Here are three things lots of people know about Pine Needles:
–Donald Ross designed the course in 1927.
–One of the founding members of the LPGA, Peggy Kirk Bell, bought it in the early 1950s and has been its careful steward for nearly six decades.
–It’s hosted two U.S. Women’s Opens.
And here’s one thing fewer people know about Pine Needles:
–It’s a lot more fun to play than its famous cousin up the road, Pinehurst No. 2.
Pine Needles is the Donald Ross championship course for mere mortals—which is to say, 99.5% of the golfing population. Pinehurst No. 2, with its length and confounding slopes and swales, will beat the average player (or John Daly) into submission. At Pine Needles, Joe Average has a sporting chance.
Like Pinehurst No. 2, Pine Needles challenges players around the greens. But where Pinehurst No. 2 is cruel, Pine Needles is merely mischievous. The greens are all raised, and they fall away on the edges; the general profile is like a turtle’s shell or an inverted dinner plate. If a player misses the green, or rolls through, he’s often going to roll downhill to a little hollow, and then back up a facing slope. So his chip will often be from a downhill lie. It will have to carry the little hollow, check on the upslope of the green, roll over the crest of a knob, then stop on a downhill slope. It’s as complicated to execute it as it is to write about it.
The difference is that at Pine Needles, the player will always be able to see where he wants the ball to land. At Pinehurst No. 2, that spot will sometimes be above his head. Pinehurst No. 2 is steroidal Donald Ross.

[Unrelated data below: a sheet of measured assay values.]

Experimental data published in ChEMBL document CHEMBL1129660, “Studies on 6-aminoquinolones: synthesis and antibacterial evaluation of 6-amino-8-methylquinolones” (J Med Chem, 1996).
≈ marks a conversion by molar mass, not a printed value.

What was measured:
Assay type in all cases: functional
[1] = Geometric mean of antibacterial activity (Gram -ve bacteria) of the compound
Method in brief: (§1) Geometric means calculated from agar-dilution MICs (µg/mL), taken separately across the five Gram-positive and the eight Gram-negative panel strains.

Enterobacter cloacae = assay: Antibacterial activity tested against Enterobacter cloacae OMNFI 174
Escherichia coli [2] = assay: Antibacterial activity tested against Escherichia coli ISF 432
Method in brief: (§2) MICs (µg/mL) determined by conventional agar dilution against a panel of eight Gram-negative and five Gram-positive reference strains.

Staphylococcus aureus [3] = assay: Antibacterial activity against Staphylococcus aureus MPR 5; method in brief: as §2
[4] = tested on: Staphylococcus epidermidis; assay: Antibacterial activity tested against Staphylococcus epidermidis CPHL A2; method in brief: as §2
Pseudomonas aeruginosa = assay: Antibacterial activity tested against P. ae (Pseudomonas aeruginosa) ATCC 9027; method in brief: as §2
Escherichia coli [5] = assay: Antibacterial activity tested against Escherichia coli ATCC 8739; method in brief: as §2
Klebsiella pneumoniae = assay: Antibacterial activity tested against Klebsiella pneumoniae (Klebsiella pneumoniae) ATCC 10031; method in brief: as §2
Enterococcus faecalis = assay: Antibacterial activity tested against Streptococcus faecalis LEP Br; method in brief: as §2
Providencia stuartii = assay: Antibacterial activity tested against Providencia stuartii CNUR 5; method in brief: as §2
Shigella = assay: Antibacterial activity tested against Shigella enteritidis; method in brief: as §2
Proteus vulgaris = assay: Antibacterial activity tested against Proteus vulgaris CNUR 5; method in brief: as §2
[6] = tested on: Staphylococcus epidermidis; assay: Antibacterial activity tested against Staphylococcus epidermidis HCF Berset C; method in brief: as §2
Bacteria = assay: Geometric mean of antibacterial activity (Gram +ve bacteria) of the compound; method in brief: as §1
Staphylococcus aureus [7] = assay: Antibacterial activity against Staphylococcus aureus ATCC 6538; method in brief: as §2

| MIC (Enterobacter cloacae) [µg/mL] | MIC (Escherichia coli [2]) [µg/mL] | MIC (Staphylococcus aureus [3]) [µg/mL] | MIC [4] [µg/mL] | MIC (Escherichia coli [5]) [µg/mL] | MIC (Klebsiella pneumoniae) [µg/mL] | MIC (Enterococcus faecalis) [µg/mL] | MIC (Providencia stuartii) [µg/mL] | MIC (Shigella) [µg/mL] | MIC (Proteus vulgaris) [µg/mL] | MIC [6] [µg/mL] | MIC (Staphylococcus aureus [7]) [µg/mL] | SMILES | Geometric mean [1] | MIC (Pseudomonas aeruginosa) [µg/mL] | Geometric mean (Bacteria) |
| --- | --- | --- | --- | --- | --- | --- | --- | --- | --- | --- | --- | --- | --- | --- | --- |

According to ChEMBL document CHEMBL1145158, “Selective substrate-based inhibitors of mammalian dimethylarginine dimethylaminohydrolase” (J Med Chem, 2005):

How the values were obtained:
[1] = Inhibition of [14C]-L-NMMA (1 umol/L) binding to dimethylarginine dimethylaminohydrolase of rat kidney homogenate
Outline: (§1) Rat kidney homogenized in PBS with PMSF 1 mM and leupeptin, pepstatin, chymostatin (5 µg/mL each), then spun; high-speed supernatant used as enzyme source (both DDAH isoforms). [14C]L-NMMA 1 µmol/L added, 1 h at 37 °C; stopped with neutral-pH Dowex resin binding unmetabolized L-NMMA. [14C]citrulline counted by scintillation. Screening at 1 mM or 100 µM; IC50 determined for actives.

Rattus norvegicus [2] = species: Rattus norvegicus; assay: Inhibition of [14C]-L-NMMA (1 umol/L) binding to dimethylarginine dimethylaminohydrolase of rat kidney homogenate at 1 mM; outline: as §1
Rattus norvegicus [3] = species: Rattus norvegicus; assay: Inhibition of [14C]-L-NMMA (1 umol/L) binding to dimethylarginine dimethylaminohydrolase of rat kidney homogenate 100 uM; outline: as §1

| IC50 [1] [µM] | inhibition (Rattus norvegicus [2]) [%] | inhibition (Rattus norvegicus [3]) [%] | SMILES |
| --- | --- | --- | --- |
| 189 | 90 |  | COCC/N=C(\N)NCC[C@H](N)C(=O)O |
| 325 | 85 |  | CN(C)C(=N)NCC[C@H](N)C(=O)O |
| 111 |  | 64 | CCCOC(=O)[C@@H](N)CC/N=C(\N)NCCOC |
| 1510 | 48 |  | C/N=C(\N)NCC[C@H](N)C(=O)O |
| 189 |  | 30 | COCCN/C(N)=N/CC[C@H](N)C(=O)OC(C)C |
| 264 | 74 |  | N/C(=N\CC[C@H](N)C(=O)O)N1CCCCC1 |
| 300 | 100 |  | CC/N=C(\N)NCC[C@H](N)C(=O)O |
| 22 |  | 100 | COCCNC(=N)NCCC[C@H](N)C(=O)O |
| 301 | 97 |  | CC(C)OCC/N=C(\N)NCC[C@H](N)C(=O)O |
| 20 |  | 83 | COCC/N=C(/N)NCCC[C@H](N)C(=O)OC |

In many ways, the two courses show their shared bloodline. They’re both laid out on sandhills ground, some of the best golf topography to be found in the United States. The soil drains instantly, and it produces tight golfing turf. Both courses wend their way through corridors of towering pines, and a brown carpet of pine needles borders every fairway. The bunkers on both are edged with tufts of love grass. Both are great walking courses, with short distances between greens and tees.
Both have been tweaked repeatedly over the decades since Ross died, in 1948. The latest revisions to Pine Needles, supervised by John Fought in 2004, changed No. 15 into a medium-length par 5 instead of a longish par four. No. 14 became a par four instead of a tight, double-dogleg par five. I’m not sure this was a real improvement, but the new green on No. 15, I will testify, is as hard to hold as anything Ross designed.
The two differ markedly in ambience. Pinehurst is very corporate. It’s a temple of the game, and it knows it. Pine Needles is a family enterprise. Mrs. Bell, in her 80s, is still a presence, greeting guests in the dining room and offering tips at the practice range. Her children and in-laws manage the operation. The service is always friendly and unassuming.
The lodge at Pine Needles is an inviting, comfortable place, with a big stone hearth in the sitting room and a commodious bar with a picture window overlooking the primary putting green. (There’s a second putting green on the other side of the building with the sort of slopes that send missed putts rolling back to the feet of the putter. Since it’s lit, it’s just the place for an after-dinner putting contest for slightly inebriated buddies.) Thanks to Mrs. Bell’s influence, the resort makes a special effort to cater to women, and they find it agreeable. The groups in the dining room generally include an eightsome or two of them.
Now, Pine Needles has become a value. The resort’s management has created several categories of membership that combine access to Pine Needles and its sister course, Mid-Pines, with steep discounts on lodging and other benefits. Donald Ross, a frugal Scot, would approve.